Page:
Facebook’s letter to Twitter


Dear Twitter,

You are entirely meaningless. Unlike me, you have taken all of the meaning out of social media. Your 140 character limit has demolished any formation of intelligent or sophisticated ideas that are posted. On me, users can post more and develop their posts into more meaningful ideas. They can write much more and are not limited in their stream of thought.

This enables people to truly know their friends and learn more about them. You don’t facilitate growth in relationships — your users only know the molded and limited personality of their followers. The way you use communication only gives a false impression of who the person truly is, and it limits the amount of interaction people have.

You enable people to make their own image of themselves, where I portray a more realistic image of that person. People that use Twitter can be very narcissistic — they create a falsified image of themselves that they are proud of, and then they become obsessed with this image. I foster more relationships, whereas you emphasize self image.

Your users become obsessed with followers, favorites and retweets. They are unable to focus on the news of their friends because they don’t care about anyone’s profile but their own. I foster a more caring, relational environment where everyone is more sociocentric.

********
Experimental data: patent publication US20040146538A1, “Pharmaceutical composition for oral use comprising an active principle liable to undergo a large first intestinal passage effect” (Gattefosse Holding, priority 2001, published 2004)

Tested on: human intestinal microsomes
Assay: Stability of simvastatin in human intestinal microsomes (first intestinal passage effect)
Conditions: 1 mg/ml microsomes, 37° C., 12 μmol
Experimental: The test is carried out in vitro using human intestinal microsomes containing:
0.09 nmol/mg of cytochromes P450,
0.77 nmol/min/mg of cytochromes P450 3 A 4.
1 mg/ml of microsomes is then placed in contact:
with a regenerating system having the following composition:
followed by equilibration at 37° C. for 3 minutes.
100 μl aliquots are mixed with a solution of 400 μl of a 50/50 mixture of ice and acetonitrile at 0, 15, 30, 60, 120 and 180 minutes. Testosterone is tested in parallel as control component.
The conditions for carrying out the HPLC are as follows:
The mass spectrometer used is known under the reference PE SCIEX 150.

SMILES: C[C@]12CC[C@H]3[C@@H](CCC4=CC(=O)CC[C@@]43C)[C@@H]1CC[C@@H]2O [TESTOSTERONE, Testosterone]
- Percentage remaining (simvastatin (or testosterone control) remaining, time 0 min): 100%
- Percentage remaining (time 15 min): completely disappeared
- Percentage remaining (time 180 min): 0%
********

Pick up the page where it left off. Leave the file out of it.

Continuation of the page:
Kids obsess over you — they spend constant hours devising the perfect tweet and editing their profile to keep it on trend. When using me, they simply don’t worry about what their profile looks like — they have comfort in the fact that the only people assessing their online image will be their parent’s friends and distant relatives.

The main reason for my superiority is that I attract a much more mature audience. My users are humble adults who want to use social media for its intended purpose — to communicate. However, you house the immature and egocentric millennial generation; you feed their self interest without caring or realizing it. You are built on the shaky foundation of perpetuating narcissism.

Sincerely, Facebook


Dear Facebook,

I may foster this narcissism, but you are its founder. You are the primary force in initiating the egocentrism that has manifested itself in modern social media.

If you asked the average between four to five years ago what social media website they spent the most time on they would most likely answer either ”Facebook.” Now, more time is spent on sites like Instagram, Pinterest, Tumblr, etc. But even as new social media sites and apps are created, one seems to tower over the others – Twitter. Facebook has arguably lost many of its users and its coinciding popularity, and it is not happy.

Sincerely, Twitter


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